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Hi,

Thankyou all for your replies. I have imported the file into a seperate table and have noted the error.

It would appear that carriage returns are causing the issue, this then impacts on the alignment of the fields. I'll will have to complete some further investigation.

One additional question... Is there a way when importing records using DTS to capture the line that the process fails on?.

Many thanks for your assistance.



Kindest Regards,

Nick
Post #474754
Posted Wednesday, March 26, 2008 8:50 AM


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Would be a great feature but I haven't found one. It's usually an all or nothing process. One common error here occurs when our source file contains more characters than expected and we get the dreaded possible truncate error. But again, I've only seen an all or nothing process.

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Post #474794
Posted Wednesday, March 26, 2008 9:19 AM
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El barto (3/26/2008)
Hi,
One additional question... Is there a way when importing records using DTS to capture the line that the process fails on?.


If you're using a Transform Data task to import the data, you can designate exception files to capture source error rows.

Open the properties of the Transform Data task and go to the "Options" tab. Enter a name for the exception files and, in the "File type" section, uncheck "7.0 format" and check "Error text" and "Source error rows".

Execute the task and open the exception files when the task fails.


Greg
Post #474836
Posted Wednesday, March 26, 2008 11:45 AM


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Dunno about that, but there sure is in a BCP import. But, I think the DTS route would be better because if you're using text qualifiers in the file, you'd also need a format file.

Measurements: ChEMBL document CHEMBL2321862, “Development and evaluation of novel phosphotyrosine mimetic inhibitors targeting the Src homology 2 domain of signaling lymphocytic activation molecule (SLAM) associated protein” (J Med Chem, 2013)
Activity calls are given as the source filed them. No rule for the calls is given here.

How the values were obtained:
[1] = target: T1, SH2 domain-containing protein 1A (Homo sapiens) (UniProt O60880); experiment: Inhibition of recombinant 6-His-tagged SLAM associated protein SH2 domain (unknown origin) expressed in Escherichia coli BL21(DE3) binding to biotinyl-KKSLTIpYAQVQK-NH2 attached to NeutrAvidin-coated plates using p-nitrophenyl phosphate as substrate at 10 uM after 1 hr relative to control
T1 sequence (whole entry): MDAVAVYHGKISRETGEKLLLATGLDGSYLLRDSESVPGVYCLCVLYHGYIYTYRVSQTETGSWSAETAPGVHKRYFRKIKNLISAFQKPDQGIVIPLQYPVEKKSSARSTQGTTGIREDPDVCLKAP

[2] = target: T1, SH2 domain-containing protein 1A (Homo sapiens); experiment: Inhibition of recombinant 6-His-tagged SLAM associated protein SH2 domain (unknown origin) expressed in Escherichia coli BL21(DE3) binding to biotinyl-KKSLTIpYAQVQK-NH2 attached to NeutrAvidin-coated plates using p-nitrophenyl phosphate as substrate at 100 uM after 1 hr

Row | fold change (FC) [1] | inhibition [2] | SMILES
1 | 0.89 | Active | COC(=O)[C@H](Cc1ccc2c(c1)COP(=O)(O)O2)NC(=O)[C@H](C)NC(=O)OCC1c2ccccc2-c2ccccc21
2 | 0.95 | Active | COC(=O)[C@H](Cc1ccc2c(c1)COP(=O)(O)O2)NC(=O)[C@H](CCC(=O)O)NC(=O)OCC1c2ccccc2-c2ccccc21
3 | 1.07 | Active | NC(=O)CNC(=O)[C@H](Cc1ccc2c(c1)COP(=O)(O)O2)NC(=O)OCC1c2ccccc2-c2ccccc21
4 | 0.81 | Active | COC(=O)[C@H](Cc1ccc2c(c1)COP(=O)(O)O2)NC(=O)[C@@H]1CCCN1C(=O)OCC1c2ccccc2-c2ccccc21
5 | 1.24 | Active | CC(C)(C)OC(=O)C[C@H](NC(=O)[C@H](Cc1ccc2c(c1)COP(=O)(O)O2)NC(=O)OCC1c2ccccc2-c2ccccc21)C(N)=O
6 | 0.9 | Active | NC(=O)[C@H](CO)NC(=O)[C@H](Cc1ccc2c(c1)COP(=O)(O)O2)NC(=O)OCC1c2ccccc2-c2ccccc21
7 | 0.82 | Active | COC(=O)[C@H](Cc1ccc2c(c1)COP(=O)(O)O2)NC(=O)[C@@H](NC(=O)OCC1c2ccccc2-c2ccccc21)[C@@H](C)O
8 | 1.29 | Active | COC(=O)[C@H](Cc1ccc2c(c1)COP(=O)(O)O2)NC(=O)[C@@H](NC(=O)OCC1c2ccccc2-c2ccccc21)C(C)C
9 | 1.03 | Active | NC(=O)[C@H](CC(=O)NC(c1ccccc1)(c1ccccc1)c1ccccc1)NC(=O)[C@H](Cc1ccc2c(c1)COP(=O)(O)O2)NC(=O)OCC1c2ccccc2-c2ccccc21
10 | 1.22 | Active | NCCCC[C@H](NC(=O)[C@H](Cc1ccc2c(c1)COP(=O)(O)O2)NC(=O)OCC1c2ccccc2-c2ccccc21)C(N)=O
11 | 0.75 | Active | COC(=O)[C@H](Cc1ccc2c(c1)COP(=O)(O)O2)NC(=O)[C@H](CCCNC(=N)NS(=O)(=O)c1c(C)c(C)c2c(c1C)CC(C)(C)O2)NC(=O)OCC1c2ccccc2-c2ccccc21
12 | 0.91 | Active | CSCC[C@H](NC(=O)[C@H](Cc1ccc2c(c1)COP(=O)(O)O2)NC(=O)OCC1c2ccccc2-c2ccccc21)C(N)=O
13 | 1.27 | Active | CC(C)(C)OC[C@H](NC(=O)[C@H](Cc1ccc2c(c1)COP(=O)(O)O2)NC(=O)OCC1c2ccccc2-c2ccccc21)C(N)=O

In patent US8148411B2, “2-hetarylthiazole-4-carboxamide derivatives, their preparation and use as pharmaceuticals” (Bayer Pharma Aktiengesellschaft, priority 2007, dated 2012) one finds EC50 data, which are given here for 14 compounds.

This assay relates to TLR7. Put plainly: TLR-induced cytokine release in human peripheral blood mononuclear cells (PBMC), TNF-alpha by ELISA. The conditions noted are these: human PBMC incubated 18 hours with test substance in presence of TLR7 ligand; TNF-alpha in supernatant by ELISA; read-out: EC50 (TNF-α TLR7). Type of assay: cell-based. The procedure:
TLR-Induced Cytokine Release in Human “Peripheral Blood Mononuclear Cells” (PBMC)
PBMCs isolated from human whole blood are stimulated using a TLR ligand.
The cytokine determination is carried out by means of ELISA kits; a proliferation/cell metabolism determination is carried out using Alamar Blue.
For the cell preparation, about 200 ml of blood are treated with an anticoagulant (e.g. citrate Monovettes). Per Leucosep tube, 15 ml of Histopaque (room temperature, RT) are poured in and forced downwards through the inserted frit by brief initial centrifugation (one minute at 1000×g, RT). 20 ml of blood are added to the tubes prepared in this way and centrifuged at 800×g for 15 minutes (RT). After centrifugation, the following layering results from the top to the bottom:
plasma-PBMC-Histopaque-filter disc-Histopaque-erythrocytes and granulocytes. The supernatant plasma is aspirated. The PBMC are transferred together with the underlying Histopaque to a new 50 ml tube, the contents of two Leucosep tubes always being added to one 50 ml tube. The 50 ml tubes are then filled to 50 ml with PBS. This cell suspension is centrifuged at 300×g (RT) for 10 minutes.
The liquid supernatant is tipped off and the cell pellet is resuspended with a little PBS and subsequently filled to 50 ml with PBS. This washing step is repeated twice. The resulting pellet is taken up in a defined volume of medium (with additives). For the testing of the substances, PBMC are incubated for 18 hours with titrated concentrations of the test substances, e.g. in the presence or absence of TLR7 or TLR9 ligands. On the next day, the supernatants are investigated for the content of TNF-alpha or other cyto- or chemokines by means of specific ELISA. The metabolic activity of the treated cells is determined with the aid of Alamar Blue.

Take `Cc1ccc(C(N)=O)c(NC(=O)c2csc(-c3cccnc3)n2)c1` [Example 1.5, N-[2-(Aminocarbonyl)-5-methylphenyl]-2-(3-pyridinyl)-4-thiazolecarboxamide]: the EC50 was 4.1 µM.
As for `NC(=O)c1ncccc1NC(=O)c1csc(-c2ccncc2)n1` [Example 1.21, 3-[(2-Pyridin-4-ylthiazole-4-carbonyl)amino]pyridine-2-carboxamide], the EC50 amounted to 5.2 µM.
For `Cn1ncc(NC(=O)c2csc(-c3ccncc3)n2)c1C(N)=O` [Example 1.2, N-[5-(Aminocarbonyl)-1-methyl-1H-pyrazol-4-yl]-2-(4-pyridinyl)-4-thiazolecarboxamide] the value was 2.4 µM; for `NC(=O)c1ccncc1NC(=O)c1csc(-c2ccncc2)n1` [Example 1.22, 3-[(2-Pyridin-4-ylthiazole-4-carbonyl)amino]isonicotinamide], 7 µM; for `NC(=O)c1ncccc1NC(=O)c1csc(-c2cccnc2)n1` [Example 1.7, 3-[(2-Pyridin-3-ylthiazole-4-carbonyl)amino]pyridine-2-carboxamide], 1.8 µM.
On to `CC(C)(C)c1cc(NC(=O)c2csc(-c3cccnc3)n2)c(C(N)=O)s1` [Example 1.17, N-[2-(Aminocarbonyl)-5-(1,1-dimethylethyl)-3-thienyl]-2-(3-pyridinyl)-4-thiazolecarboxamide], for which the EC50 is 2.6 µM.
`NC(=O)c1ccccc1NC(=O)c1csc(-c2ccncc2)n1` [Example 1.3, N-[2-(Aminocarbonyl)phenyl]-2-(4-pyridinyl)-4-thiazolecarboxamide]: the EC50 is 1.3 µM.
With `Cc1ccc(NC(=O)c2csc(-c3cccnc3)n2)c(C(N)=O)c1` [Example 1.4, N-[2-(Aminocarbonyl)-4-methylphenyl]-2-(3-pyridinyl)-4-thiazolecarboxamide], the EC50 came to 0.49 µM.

--Jeff Moden
"RBAR is pronounced "ree-bar" and is a "Modenism" for "Row-By-Agonizing-Row".

First step towards the paradigm shift of writing Set Based code:
Stop thinking about what you want to do to a row... think, instead, of what you want to do to a column."

(play on words) "Just because you CAN do something in T-SQL, doesn't mean you SHOULDN'T." --22 Aug 2013

Helpful Links:
How to post code problems
How to post performance problems
Post #474966
Posted Wednesday, March 26, 2008 3:44 PM
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The issue is now resolved.

Thankyou all for you assistance.



Kindest Regards,

Nick
Post #475121
Posted Thursday, March 27, 2008 7:59 AM


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Glad you got it resolved... what did you do?

--Jeff Moden
"RBAR is pronounced "ree-bar" and is a "Modenism" for "Row-By-Agonizing-Row".

First step towards the paradigm shift of writing Set Based code:
Stop thinking about what you want to do to a row... think, instead, of what you want to do to a column."

(play on words) "Just because you CAN do something in T-SQL, doesn't mean you SHOULDN'T." --22 Aug 2013

Helpful Links:
How to post code problems
How to post performance problems
Post #475417